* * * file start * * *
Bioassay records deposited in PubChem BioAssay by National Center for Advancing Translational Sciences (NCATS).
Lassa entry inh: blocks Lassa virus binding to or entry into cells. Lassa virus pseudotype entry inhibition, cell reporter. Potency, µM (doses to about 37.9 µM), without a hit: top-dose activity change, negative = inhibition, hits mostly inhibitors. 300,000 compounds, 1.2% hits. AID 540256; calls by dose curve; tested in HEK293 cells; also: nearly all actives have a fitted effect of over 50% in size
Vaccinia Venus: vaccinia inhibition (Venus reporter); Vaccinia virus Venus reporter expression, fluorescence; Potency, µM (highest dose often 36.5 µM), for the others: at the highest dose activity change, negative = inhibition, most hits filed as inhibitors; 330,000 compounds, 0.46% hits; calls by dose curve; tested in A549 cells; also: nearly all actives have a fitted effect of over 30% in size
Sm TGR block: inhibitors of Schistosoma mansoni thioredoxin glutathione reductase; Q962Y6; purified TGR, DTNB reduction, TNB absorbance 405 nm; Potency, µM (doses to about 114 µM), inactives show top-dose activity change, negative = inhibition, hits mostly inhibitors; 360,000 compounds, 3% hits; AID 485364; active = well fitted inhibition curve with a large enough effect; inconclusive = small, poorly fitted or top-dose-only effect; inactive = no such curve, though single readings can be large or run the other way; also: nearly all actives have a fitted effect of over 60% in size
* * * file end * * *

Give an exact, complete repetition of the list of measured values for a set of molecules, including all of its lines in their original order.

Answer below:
Bioassay records deposited in PubChem BioAssay by National Center for Advancing Translational Sciences (NCATS).
Lassa entry inh: blocks Lassa virus binding to or entry into cells. Lassa virus pseudotype entry inhibition, cell reporter. Potency, µM (doses to about 37.9 µM), without a hit: top-dose activity change, negative = inhibition, hits mostly inhibitors. 300,000 compounds, 1.2% hits. AID 540256; calls by dose curve; tested in HEK293 cells; also: nearly all actives have a fitted effect of over 50% in size
Vaccinia Venus: vaccinia inhibition (Venus reporter); Vaccinia virus Venus reporter expression, fluorescence; Potency, µM (highest dose often 36.5 µM), for the others: at the highest dose activity change, negative = inhibition, most hits filed as inhibitors; 330,000 compounds, 0.46% hits; calls by dose curve; tested in A549 cells; also: nearly all actives have a fitted effect of over 30% in size
Sm TGR block: inhibitors of Schistosoma mansoni thioredoxin glutathione reductase; Q962Y6; purified TGR, DTNB reduction, TNB absorbance 405 nm; Potency, µM (doses to about 114 µM), inactives show top-dose activity change, negative = inhibition, hits mostly inhibitors; 360,000 compounds, 3% hits; AID 485364; active = well fitted inhibition curve with a large enough effect; inconclusive = small, poorly fitted or top-dose-only effect; inactive = no such curve, though single readings can be large or run the other way; also: nearly all actives have a fitted effect of over 60% in size